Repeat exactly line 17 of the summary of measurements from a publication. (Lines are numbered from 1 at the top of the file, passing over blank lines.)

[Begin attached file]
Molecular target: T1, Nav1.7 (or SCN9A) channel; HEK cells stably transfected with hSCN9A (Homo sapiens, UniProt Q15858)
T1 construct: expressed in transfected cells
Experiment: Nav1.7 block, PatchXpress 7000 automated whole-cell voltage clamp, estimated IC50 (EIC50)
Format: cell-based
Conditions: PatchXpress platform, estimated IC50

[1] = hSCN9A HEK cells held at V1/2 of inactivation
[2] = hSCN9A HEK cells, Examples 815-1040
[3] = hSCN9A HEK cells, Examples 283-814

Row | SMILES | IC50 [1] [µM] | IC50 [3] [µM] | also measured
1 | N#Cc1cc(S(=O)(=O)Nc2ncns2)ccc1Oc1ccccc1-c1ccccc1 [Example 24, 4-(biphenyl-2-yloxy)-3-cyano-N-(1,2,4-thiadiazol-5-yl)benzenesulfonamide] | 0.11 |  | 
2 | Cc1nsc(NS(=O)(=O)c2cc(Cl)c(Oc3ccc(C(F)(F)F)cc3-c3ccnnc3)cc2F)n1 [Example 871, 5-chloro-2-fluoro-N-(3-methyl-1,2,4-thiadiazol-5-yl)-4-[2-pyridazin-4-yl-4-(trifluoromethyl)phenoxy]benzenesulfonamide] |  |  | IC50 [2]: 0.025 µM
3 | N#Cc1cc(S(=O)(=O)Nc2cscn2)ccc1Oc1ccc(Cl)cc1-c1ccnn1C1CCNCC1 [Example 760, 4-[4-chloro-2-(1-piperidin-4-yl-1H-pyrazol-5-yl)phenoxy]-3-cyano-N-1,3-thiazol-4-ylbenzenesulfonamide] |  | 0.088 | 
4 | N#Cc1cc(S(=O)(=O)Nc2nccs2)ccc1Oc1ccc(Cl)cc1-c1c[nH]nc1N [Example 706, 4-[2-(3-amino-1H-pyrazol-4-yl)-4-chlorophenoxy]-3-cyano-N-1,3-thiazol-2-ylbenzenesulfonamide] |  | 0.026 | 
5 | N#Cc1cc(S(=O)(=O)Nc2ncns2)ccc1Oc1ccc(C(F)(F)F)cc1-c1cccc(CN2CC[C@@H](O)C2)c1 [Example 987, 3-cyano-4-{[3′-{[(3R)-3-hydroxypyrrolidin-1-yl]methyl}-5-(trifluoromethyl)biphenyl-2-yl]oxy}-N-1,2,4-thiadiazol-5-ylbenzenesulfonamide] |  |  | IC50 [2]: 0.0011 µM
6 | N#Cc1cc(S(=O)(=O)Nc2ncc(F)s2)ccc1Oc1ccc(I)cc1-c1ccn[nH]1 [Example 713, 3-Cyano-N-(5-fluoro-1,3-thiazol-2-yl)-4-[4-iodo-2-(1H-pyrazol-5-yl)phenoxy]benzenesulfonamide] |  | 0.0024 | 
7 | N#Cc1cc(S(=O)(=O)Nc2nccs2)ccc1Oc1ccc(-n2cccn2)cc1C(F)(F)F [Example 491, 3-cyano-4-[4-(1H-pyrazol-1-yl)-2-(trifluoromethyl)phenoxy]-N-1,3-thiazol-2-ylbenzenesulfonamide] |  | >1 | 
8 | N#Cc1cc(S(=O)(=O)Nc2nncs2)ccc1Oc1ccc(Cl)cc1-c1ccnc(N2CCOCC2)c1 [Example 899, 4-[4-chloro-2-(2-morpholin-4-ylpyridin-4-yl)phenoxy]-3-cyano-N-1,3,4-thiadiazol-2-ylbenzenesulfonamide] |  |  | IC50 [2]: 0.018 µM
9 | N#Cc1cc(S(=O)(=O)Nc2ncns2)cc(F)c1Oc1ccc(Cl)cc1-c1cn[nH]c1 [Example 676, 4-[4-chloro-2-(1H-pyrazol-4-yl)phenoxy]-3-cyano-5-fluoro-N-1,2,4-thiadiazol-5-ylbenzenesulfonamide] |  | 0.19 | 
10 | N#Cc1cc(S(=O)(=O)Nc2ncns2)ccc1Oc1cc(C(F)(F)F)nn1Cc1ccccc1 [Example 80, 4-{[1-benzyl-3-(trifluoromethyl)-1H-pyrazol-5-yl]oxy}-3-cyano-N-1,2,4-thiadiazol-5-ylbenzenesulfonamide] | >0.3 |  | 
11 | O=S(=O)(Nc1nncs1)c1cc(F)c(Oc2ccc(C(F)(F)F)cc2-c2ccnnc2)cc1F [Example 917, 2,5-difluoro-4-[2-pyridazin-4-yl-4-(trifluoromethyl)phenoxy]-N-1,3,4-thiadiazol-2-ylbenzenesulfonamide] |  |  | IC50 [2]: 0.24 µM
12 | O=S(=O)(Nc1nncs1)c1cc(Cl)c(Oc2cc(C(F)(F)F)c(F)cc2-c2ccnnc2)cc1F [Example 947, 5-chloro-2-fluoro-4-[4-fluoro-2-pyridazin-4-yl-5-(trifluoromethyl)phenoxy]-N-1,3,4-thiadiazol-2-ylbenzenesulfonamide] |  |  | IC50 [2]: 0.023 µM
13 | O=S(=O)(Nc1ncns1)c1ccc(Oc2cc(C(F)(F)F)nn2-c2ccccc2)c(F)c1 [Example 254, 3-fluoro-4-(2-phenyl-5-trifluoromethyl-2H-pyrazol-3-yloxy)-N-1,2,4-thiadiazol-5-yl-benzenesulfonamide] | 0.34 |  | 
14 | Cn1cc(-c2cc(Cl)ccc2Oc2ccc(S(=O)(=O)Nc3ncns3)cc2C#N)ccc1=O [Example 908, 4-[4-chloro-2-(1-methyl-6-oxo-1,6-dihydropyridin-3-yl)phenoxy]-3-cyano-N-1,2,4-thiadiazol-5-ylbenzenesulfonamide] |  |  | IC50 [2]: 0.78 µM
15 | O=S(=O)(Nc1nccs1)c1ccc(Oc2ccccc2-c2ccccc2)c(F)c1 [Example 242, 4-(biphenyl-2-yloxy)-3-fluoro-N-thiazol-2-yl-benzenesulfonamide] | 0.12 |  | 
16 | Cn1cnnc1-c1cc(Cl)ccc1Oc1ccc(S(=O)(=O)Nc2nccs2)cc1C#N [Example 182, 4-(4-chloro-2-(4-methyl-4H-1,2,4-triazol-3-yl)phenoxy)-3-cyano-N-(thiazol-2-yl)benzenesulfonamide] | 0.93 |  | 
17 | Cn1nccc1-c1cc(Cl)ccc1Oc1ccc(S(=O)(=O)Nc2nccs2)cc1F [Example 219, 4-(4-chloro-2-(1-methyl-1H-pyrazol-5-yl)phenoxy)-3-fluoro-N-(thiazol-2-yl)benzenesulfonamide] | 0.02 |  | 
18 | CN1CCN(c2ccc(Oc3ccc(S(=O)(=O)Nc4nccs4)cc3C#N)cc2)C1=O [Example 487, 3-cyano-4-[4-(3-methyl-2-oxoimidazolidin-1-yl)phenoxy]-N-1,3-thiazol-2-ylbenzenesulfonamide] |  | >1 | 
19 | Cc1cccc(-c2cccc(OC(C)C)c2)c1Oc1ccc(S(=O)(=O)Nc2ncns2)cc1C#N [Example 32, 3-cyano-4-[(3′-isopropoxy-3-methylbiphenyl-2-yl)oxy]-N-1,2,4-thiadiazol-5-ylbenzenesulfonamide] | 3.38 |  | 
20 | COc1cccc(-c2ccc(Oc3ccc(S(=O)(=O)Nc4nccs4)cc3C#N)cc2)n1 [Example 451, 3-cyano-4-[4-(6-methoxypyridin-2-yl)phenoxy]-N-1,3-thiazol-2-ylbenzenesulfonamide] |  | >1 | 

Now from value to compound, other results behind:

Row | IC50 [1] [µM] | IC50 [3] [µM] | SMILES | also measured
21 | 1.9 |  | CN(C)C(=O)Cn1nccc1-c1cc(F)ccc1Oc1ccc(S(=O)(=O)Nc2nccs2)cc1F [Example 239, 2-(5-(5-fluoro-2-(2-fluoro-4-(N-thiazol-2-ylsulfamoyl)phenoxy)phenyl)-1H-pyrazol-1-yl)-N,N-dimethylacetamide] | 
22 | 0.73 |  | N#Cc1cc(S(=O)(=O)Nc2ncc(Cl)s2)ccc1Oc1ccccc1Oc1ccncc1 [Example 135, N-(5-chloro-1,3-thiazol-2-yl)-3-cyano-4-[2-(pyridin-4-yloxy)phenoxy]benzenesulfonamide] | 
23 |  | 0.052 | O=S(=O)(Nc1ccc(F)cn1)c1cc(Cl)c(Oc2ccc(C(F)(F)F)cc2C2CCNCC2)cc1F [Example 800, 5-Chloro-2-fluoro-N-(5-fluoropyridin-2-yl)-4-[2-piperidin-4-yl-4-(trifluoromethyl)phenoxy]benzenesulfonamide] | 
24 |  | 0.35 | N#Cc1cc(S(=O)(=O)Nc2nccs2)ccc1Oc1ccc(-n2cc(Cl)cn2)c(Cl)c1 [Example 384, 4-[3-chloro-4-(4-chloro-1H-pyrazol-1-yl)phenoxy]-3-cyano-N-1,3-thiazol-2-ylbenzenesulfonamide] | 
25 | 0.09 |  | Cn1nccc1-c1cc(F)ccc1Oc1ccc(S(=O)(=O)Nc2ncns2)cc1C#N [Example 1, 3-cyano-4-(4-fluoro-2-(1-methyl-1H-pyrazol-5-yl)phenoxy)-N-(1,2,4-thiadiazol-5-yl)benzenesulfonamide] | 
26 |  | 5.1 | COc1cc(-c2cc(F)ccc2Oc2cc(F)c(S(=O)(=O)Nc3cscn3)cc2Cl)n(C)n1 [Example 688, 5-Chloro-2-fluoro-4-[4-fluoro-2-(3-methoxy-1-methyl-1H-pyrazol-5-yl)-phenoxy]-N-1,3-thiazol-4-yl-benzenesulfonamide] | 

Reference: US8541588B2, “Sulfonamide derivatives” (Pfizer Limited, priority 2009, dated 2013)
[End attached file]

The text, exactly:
8 | N#Cc1cc(S(=O)(=O)Nc2nncs2)ccc1Oc1ccc(Cl)cc1-c1ccnc(N2CCOCC2)c1 [Example 899, 4-[4-chloro-2-(2-morpholin-4-ylpyridin-4-yl)phenoxy]-3-cyano-N-1,3,4-thiadiazol-2-ylbenzenesulfonamide] |  |  | IC50 [2]: 0.018 µM